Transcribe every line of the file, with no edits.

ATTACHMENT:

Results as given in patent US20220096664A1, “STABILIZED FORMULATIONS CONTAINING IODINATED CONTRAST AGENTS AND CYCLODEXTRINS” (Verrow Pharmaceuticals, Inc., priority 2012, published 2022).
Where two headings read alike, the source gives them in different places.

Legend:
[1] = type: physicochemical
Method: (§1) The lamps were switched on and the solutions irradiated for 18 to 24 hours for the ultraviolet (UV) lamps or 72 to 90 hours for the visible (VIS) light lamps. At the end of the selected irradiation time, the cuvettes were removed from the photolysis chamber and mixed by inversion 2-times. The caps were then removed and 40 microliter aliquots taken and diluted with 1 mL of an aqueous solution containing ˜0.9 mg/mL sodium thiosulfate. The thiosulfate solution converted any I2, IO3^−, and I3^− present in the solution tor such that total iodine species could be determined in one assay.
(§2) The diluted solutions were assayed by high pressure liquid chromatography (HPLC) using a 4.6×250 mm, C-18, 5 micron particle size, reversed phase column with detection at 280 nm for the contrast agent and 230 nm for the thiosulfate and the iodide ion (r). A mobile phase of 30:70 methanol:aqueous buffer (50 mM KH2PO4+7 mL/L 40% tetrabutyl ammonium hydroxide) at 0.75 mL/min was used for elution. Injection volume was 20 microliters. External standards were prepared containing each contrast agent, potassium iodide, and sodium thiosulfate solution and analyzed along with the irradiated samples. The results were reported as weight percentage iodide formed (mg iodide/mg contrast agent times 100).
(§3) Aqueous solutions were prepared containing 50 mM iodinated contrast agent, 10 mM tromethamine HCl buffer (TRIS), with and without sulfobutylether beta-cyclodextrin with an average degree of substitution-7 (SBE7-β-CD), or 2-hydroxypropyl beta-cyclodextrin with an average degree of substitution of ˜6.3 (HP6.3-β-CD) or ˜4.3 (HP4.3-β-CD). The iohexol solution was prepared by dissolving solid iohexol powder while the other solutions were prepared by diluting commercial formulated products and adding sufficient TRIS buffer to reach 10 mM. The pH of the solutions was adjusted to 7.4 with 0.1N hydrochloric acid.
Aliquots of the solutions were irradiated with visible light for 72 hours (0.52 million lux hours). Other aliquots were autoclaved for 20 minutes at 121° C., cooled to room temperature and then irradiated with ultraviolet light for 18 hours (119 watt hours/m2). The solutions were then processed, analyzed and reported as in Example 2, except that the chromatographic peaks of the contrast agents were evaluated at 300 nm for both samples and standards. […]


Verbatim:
Results as given in patent US20220096664A1, “STABILIZED FORMULATIONS CONTAINING IODINATED CONTRAST AGENTS AND CYCLODEXTRINS” (Verrow Pharmaceuticals, Inc., priority 2012, published 2022).
Where two headings read alike, the source gives them in different places.

Legend:
[1] = type: physicochemical
Method: (§1) The lamps were switched on and the solutions irradiated for 18 to 24 hours for the ultraviolet (UV) lamps or 72 to 90 hours for the visible (VIS) light lamps. At the end of the selected irradiation time, the cuvettes were removed from the photolysis chamber and mixed by inversion 2-times. The caps were then removed and 40 microliter aliquots taken and diluted with 1 mL of an aqueous solution containing ˜0.9 mg/mL sodium thiosulfate. The thiosulfate solution converted any I2, IO3^−, and I3^− present in the solution tor such that total iodine species could be determined in one assay.
(§2) The diluted solutions were assayed by high pressure liquid chromatography (HPLC) using a 4.6×250 mm, C-18, 5 micron particle size, reversed phase column with detection at 280 nm for the contrast agent and 230 nm for the thiosulfate and the iodide ion (r). A mobile phase of 30:70 methanol:aqueous buffer (50 mM KH2PO4+7 mL/L 40% tetrabutyl ammonium hydroxide) at 0.75 mL/min was used for elution. Injection volume was 20 microliters. External standards were prepared containing each contrast agent, potassium iodide, and sodium thiosulfate solution and analyzed along with the irradiated samples. The results were reported as weight percentage iodide formed (mg iodide/mg contrast agent times 100).
(§3) Aqueous solutions were prepared containing 50 mM iodinated contrast agent, 10 mM tromethamine HCl buffer (TRIS), with and without sulfobutylether beta-cyclodextrin with an average degree of substitution-7 (SBE7-β-CD), or 2-hydroxypropyl beta-cyclodextrin with an average degree of substitution of ˜6.3 (HP6.3-β-CD) or ˜4.3 (HP4.3-β-CD). The iohexol solution was prepared by dissolving solid iohexol powder while the other solutions were prepared by diluting commercial formulated products and adding sufficient TRIS buffer to reach 10 mM. The pH of the solutions was adjusted to 7.4 with 0.1N hydrochloric acid.
Aliquots of the solutions were irradiated with visible light for 72 hours (0.52 million lux hours). Other aliquots were autoclaved for 20 minutes at 121° C., cooled to room temperature and then irradiated with ultraviolet light for 18 hours (119 watt hours/m2). The solutions were then processed, analyzed and reported as in Example 2, except that the chromatographic peaks of the contrast agents were evaluated at 300 nm for both samples and standards. […]